Dry vacuum technology: Why it works
March 1, 2008
Industry standards and regulations have changed the way windshield repair manufacturers and technicians view the repair process. Many manufacturers are rethinking their repair systems, and new technologies are emerging. The “dry vacuum” approach differs from existing methods in how and when the resin is distributed into the break. To understand this new technology, let’s first look at the traditional processes for repairing a windshield break.
The first windshield repair method used a pressure injector to compress the resin into the repair without removing any of the air from the break.
Currently, the most common repair method involves a pressure/vacuum injector that extracts the air through the resin collected at the tip of the injector. The air moves through the resin barrier prior to extraction, reducing the amount of trapped air the technician can evacuate. This method requires multiple vacuum cycles to be effective, increasing repair time.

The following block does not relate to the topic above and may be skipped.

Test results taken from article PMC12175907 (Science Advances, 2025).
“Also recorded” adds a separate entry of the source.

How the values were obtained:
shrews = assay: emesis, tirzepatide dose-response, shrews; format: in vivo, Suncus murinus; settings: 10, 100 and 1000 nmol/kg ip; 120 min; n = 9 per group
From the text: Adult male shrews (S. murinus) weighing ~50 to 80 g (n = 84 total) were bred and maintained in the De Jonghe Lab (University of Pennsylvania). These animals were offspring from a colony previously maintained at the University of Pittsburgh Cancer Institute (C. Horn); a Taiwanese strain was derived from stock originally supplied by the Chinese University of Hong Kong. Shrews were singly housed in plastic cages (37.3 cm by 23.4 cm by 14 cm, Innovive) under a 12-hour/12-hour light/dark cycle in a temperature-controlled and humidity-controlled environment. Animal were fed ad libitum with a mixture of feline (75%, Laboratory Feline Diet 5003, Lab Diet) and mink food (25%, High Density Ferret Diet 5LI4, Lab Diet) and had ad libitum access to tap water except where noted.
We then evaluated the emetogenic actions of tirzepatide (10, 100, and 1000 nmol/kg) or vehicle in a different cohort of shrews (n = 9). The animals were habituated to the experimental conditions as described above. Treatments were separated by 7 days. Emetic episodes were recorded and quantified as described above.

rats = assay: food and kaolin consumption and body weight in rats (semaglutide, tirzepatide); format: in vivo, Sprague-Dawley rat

The dry vacuum
The dry vacuum method utilizes a vacuum pressure injector, but the vacuum extracts the air from the break before the resin collects at the break surface. As a result, the air does not have to travel through a resin barrier, allowing technicians to evacuate the break faster and easier. Technicians can extract the air from the break during the vacuum cycle before applying the resin to the surface of the glass.
Air is the primary culprit in preventing resin from getting into the break. The more air you can extract from the break, the easier it will be to fill, resulting in a higher quality repair.
“The process of pulling air out of a break prior to injecting resin makes logical sense and works amazingly well,” says Eric Howe, director of retail operations for M.A.R.S. International, Grand Prairie, Texas. “The new technology boasts a more powerful vacuum because there is no barrier of resin preventing air from being extracted. This is a great mechanical improvement to windshield repair.”
In the last five years, changes to industry standards, regulations and processes have driven the windshield repair industry to take a common stance in regards to safe, quality service. I would like to think those involved in the creation of the ANSI-approved Repair of Laminated Automotive Glass Standard and the National Glass Association and National Windshield Repair Association’s windshield repair certification programs had the sole purpose of unifying the industry with the best interests of the consumer in mind. This dry vacuum technology gives technicians the opportunity to enhance their service. Looking forward, I am excited to see a more established and professional industry.